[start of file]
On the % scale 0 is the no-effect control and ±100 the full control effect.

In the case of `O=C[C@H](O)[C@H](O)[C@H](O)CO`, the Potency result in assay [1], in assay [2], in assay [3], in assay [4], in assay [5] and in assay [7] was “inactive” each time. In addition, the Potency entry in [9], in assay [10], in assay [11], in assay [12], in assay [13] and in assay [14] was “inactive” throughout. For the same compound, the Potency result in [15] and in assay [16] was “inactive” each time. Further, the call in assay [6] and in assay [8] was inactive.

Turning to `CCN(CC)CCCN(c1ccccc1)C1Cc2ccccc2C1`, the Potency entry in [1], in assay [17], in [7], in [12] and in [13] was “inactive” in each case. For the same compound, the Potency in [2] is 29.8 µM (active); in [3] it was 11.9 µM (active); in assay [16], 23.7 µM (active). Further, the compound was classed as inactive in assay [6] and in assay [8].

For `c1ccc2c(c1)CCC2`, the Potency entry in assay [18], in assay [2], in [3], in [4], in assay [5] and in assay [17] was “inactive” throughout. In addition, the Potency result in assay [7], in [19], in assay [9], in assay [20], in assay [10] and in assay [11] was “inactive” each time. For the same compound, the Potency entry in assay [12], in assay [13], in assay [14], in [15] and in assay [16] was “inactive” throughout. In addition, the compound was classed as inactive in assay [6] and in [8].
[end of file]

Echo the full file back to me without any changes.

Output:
On the % scale 0 is the no-effect control and ±100 the full control effect.

In the case of `O=C[C@H](O)[C@H](O)[C@H](O)CO`, the Potency result in assay [1], in assay [2], in assay [3], in assay [4], in assay [5] and in assay [7] was “inactive” each time. In addition, the Potency entry in [9], in assay [10], in assay [11], in assay [12], in assay [13] and in assay [14] was “inactive” throughout. For the same compound, the Potency result in [15] and in assay [16] was “inactive” each time. Further, the call in assay [6] and in assay [8] was inactive.

Turning to `CCN(CC)CCCN(c1ccccc1)C1Cc2ccccc2C1`, the Potency entry in [1], in assay [17], in [7], in [12] and in [13] was “inactive” in each case. For the same compound, the Potency in [2] is 29.8 µM (active); in [3] it was 11.9 µM (active); in assay [16], 23.7 µM (active). Further, the compound was classed as inactive in assay [6] and in assay [8].

For `c1ccc2c(c1)CCC2`, the Potency entry in assay [18], in assay [2], in [3], in [4], in assay [5] and in assay [17] was “inactive” throughout. In addition, the Potency result in assay [7], in [19], in assay [9], in assay [20], in assay [10] and in assay [11] was “inactive” each time. For the same compound, the Potency entry in assay [12], in assay [13], in assay [14], in [15] and in assay [16] was “inactive” throughout. In addition, the compound was classed as inactive in assay [6] and in [8].